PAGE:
19:35 GMT21 October 2020
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    The US political world is reeling after US President Donald Trump fired Secretary of State Rex Tillerson Tuesday morning - and like sharks to chum, the most vocal proponents of Russiagate have rushed in to find a way to twist Tillerson’s departure into evidence that the Trump campaign has been compromised by a shadowy Russian cabal.

    There seem to be two arguments. The first is most loudly championed by journalist and hentai master Kurt Eichenwald: on Monday, US Secretary of State Rex Tillerson agreed with the assessment of the British government that Russia was the most likely culprit behind the poisoning of Sergei Skripal, a former British double agent embedded in the Russian military.

    It's worth noting that while Tillerson agreed that the nerve agent used in the assassination "clearly came from Russia," he never actually blamed Moscow. He said the poison could have come from a "limited number of parties," implying that he thought Moscow was a suspect in Skripal's poisoning. Unlike London, he never labeled Russia as the culprit, he only said that it was possible.

    But Trump fired Tillerson anyways for criticizing his puppetmaster/benefactor/boyfriend Vladimir Putin, or so the story goes. In this version, Tillerson is a voice of reason in an administration compromised to the deepest level by Russia. But this would suggest that Trump has worked hard to improve the US relationship with Russia to appease his masters — and he really hasn't.

    In April, Trump launched a cruise missile attack against a Syrian military air base — Syria, of course, is a close ally of Russia's. Trump signed into law strict punitive sanctions against Russia in July. Trump openly labeled Russia as one of the US' chief rivals in December. If this is what being Russia's best friend looks like, then we would hate to see Trump as Russia's "enemy."

    With all of that in mind, it seems pretty far-fetched that Tillerson was fired for making some modestly chastising comments about Russia — something he and the rest of the White House have done on countless occasions. For example, when a package of US sanctions against Moscow passed in the summer, Tillerson called them a "message to Russia" and called on the Kremlin to "take steps to improve relations with the United States."

    Eichenwald's never met a collusion fantasy he didn't run with. He was, in fact, fired from Newsweek after accusing former Sputnik editor of colluding the Trump campaign — with no evidence.

    Eichenwald then offered the editor to help him get a job with New Republic when the editor threatened to take him to court over the unsupported claims — and when he refused, Eichenwald allegedly told him, "if you go public you'll regret it."

    Oh, and let's not forget that Eichenwald was an early proponent of the notion that Tillerson was a Russian shill — which, of course, contradicts the rest of his already shoddily constructed narrative. Kurt, buddy, we get that you don't like Russia, but maybe you could put a little more effort into it?

    So Eichenwald's theory is transparently flawed. Perhaps the other one has some more veracity?

    Well, not exactly. The other theory comes mostly from Sarah Kendzior, a journalist for the Globe and Mail and NBC. We swear to god we're not making this up: Tillerson was a Russian puppet who "purposefully gutted the State Department" so Russia could run roughshod over the American government. With his job finished, Tillerson has left the State Department to "reap the financial rewards" of civilian life.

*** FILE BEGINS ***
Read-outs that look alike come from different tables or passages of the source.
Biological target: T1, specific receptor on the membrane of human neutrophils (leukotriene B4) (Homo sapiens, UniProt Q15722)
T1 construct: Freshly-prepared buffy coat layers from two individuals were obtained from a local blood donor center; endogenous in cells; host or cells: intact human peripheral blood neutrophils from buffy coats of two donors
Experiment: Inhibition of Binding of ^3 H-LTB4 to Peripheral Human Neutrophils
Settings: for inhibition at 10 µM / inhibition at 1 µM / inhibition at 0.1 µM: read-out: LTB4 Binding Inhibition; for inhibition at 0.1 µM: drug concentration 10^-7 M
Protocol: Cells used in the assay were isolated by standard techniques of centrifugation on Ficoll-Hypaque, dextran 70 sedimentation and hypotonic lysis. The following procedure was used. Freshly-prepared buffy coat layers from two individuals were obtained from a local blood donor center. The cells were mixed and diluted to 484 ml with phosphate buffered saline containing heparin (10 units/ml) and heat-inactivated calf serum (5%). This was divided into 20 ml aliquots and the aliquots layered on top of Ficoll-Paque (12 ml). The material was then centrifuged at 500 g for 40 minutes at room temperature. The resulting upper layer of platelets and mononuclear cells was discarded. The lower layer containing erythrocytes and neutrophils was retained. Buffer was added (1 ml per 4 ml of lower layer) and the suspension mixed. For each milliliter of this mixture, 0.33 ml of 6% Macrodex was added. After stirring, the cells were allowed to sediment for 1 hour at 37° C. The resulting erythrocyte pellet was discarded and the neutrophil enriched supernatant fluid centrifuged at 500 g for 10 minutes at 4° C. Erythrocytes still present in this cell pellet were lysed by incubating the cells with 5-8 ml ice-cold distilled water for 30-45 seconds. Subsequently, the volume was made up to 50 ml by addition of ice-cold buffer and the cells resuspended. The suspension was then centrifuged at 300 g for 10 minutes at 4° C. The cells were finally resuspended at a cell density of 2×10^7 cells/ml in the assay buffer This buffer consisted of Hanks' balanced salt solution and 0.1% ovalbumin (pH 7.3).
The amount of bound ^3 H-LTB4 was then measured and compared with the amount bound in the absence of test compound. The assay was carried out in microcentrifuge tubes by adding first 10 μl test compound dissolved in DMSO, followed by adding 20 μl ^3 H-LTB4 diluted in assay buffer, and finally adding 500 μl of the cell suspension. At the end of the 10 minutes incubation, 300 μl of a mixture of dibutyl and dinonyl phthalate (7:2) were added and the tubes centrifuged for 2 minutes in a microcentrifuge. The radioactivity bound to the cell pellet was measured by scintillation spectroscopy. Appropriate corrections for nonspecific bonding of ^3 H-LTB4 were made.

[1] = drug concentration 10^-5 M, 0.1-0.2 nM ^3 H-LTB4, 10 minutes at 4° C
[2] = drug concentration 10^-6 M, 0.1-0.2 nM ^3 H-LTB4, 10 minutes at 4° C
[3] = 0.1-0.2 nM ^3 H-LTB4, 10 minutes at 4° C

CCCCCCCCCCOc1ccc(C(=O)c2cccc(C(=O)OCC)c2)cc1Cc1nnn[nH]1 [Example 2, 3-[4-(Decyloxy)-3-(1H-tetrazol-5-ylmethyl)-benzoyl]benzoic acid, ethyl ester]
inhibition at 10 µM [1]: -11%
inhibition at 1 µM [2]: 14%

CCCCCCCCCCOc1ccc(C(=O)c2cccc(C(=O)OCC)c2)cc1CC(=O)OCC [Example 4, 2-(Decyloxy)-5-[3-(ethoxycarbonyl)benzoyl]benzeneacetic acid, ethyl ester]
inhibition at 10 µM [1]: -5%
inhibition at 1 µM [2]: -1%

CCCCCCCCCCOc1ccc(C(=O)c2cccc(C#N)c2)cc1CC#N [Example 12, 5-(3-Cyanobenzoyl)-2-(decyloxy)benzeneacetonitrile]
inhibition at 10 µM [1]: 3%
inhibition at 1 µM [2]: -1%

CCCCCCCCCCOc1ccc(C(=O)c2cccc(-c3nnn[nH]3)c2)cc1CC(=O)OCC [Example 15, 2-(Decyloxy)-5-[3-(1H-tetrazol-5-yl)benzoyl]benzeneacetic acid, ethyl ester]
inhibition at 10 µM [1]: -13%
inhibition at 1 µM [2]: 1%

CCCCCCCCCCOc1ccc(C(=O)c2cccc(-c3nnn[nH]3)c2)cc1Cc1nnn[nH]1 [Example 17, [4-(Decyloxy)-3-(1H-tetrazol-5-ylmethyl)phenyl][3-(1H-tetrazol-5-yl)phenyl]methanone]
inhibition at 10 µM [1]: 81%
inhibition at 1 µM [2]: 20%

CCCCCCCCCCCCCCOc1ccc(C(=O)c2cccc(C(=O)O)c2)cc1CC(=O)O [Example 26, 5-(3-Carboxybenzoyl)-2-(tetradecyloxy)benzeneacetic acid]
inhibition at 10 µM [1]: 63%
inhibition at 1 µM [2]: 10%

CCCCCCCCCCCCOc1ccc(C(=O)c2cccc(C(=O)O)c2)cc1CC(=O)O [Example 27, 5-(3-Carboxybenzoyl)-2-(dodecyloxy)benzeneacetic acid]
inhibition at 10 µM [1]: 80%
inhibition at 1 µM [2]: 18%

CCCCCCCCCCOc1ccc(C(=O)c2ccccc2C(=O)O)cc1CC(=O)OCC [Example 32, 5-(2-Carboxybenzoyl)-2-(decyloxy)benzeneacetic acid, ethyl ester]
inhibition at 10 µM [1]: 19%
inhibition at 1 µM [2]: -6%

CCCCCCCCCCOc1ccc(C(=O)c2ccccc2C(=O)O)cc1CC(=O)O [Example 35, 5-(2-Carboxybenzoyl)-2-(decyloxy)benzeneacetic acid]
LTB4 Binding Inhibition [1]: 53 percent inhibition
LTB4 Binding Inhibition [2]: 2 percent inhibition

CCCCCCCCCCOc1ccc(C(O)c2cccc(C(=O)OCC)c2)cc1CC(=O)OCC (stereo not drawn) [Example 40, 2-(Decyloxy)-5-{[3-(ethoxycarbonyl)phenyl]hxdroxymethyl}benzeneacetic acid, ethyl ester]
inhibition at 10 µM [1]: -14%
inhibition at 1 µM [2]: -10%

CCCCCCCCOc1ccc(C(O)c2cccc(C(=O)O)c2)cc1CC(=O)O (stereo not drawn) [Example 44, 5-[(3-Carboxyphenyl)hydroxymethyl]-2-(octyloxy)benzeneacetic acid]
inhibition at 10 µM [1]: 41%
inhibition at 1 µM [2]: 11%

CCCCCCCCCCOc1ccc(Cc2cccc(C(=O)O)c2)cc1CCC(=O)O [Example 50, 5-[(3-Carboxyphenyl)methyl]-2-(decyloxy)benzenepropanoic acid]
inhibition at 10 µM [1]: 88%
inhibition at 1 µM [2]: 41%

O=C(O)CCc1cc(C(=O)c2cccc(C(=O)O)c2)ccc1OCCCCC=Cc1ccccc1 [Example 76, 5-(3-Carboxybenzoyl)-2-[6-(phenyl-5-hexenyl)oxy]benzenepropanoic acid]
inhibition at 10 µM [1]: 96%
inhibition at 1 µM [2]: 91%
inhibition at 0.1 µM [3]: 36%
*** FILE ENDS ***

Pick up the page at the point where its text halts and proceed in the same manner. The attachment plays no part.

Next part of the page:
As for Pompeo, he's also a Russian puppet because he met with the leaders of Russian intelligence in January. You may recall that Pompeo's old job (until this morning) was director of the CIA. You may be wondering how it's at all suspicious for the CIA director to meet with leaders of an intelligence-sharing partner's intelligence community. You may be putting more thought into this than Kendzior.

    To humor this theory for a moment, Tillerson was the CEO of ExxonMobil before he was secretary of state, with a net worth of $300 million according to the New Yorker. He gave up $180 million in retirement pension when he left ExxonMobil for civil service. He ain't missing any meals. If "financial rewards" were his objective, why take the position of secretary of state at all?

    Oh right. Because he's a Russian shill. A Russian shill who has, again, never been shy to criticize or sanction or cast suspicion on his masters. If this is shilling, it's some pretty crappy shilling.

    It's the same story with previous Trump firings: after former FBI Director James Comey called Hillary Clinton "extremely careless" in the handling of her private email server, Democrats and Russia opponents took every opportunity they could to slam him as a Russian shill. All of those allegations mysteriously vanished when Trump fired him — now, Comey is reimagined as a white knight trying to fight Russian interference, who was given the boot by Trump for getting too close to the truth.

    If there's something we can take away from Tillerson's departure, it's that to Russiagaters, Trump campaign officials are in a quantum superposition to support their narrative no matter what happens to them. Their appointment is evidence of Russian interference. All of their actions are evidence of Russian interference. When they quit or get fired, it's evidence of Russian interference.


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    Russia gate, firing, Sarah Kendzior, Sergei Skripal, Kurt Eichenwald, Rex Tillerson, Vladimir Putin, James Comey, Donald Trump, Russia
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